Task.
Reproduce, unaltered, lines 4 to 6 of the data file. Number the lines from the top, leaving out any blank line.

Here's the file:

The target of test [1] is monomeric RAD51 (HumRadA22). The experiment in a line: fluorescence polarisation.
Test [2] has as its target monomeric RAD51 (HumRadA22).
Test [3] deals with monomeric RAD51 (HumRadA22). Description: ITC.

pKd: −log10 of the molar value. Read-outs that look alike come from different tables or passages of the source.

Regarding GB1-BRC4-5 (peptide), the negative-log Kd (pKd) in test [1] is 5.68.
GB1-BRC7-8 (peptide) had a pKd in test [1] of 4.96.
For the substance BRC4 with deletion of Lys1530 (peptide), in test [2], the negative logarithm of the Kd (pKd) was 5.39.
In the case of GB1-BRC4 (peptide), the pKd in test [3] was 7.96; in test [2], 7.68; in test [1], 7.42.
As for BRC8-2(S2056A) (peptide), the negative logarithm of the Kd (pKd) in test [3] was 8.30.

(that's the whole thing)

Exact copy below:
pKd: −log10 of the molar value. Read-outs that look alike come from different tables or passages of the source.

Regarding GB1-BRC4-5 (peptide), the negative-log Kd (pKd) in test [1] is 5.68.
GB1-BRC7-8 (peptide) had a pKd in test [1] of 4.96.